Job creation accelerated sharply last month, according to the ADP Employment Report. U.S. nonfarm private employment rose a seasonally adjusted 325,000 in December--up dramatically from November’s 204,000 net gain. December’s advance is the strongest monthly gain in the history of this series, which dates to 2000. ADP’s estimate for job growth is coupled with news that initial jobless claims fell a healthy 15,000 last week to a seasonally adjusted 372,000, or the lowest level since May 2008. It’s starting to look like there’s a tailwind in the labor market. The recent drop in jobless claims has been anticipating as much and the forecast appears to be turning into reality.
The next test is whether the ADP report finds support in tomorrow’s far-more influential jobs report from the U.S. Labor Department for December. Judging by the ADP data, there’s reason for optimism. As the chart below shows, there’s a fairly tight relationship between the ADP and Labor Department date through time. The two data series fall out of line in the short run, but the gap doesn't often linger. The fact that the latest ADP number is relatively elevated vs. the last data point from the government implies that tomorrow’s update will be favorable.
The consensus forecast anticipates a 170,000 gain in the government’s update for private payrolls, according to Briefing.com. But if today’s ADP news is an indication, tomorrow’s report may bring a sizable upside surprise. Some analysts are leaning in that direction. Briefing.com’s forecast, for instance, calls for a 200,000 gain for tomorrow’s report.
Preliminary estimates are vulnerable to revisions, of course, and so today's ADP number should be viewed with some suspicion. As Bloomberg explains:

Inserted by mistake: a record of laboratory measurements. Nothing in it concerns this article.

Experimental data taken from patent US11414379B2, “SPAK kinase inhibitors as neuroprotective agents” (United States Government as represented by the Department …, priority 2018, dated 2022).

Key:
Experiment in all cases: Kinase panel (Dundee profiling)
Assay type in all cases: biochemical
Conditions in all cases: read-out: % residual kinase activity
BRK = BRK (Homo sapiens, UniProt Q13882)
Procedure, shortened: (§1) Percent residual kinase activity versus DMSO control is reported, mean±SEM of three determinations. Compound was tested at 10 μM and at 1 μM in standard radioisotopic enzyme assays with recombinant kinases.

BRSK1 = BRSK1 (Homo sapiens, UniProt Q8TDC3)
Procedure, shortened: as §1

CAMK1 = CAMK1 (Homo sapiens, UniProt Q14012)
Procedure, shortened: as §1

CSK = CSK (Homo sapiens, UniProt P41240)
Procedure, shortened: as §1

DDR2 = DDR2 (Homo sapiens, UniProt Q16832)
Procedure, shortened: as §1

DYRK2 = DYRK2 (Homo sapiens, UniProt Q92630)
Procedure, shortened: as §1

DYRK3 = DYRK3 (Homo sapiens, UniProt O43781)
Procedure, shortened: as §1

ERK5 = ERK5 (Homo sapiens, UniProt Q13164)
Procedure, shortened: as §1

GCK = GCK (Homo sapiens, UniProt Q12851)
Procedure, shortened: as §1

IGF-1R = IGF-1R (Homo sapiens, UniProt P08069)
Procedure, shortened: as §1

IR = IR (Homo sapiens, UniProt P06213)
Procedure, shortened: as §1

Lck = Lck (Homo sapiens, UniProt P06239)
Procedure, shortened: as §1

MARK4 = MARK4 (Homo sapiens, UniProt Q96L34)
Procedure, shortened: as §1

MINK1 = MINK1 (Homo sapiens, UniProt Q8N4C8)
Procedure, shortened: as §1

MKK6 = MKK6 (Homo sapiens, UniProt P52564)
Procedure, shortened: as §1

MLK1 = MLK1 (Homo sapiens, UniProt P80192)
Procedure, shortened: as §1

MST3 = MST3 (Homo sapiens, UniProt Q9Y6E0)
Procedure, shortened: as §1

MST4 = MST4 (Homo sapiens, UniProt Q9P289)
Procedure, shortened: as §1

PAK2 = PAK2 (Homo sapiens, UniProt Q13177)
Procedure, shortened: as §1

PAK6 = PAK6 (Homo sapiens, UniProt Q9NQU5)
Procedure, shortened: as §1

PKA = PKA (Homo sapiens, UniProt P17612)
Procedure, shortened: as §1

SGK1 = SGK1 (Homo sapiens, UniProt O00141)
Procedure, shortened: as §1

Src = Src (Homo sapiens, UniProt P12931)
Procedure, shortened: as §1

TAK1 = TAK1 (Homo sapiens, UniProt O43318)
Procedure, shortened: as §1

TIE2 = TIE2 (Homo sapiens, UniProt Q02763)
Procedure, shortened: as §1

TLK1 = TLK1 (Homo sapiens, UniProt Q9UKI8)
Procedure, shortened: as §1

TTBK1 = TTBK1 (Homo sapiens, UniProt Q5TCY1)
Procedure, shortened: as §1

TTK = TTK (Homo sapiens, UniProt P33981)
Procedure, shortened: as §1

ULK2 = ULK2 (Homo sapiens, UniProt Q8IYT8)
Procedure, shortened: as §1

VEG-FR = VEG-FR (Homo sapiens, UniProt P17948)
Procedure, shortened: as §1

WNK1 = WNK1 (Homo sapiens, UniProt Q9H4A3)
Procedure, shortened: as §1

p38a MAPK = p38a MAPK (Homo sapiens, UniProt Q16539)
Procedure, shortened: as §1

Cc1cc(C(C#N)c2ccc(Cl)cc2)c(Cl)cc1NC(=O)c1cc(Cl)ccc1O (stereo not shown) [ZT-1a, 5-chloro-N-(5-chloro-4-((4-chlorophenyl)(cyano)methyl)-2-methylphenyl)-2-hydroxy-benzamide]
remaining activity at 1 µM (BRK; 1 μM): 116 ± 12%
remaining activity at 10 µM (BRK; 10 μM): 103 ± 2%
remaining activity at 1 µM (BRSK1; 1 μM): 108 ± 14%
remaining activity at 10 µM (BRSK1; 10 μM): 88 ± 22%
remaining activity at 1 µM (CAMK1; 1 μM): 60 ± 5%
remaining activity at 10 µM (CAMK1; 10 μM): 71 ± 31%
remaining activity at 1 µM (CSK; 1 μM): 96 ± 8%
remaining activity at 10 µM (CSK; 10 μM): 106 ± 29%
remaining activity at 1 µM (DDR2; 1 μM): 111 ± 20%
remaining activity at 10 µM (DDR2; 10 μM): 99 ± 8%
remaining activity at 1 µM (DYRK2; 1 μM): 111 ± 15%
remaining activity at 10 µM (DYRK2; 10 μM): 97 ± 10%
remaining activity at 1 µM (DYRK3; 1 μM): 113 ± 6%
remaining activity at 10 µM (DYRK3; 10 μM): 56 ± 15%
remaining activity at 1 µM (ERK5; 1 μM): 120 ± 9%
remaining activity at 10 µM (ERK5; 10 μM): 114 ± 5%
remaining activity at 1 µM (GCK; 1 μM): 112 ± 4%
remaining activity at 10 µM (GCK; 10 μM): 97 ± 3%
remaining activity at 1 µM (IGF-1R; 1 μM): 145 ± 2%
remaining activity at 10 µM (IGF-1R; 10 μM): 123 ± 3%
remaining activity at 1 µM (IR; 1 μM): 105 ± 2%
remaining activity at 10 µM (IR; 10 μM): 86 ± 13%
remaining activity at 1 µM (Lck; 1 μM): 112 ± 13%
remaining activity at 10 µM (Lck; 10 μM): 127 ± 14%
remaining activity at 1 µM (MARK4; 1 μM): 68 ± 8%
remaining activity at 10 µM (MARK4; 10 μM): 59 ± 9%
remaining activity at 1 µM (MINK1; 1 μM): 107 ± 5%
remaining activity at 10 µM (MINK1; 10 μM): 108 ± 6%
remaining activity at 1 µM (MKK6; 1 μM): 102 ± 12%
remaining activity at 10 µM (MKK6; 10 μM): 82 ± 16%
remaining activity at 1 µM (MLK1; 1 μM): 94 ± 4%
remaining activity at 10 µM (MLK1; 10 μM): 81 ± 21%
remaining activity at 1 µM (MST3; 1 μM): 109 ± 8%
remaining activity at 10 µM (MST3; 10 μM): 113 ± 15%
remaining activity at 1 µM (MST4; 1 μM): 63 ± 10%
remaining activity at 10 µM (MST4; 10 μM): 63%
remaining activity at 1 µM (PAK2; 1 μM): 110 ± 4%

The December ADP number may have reflected the so-called purge effect. Workers, regardless of when they are dismissed or quit, sometimes remain on company records until December, when businesses update, or purge, their figures with ADP.
The paycheck processor estimates this change when adjusting its data for seasonal variations and, because there were fewer firings at the end of 2011 than in previous years, ADP may find it more difficult to formulate a projection, according to economists like Peter D’Antonio.
“This huge purge of workers is beyond the scope of normal seasonal adjustment,” D’Antonio, an economist at Citigroup Global Markets Inc. in New York, said in a research note before the report. “So the ADP folks have to make huge assumptions for December that often widely miss the mark.”
ADP’s initial figures for November showed a 206,000 gain, while the Labor Department’s data two days later registered an increase of 140,000 in private payrolls for the month.
But there’s no denying that initial jobless claims have been falling steadily since last spring. History suggests this is a strong signal that job creation is on the upswing. Today’s ADP news falls in line with that outlook. Let’s see what tomorrow’s payrolls report from Washington brings.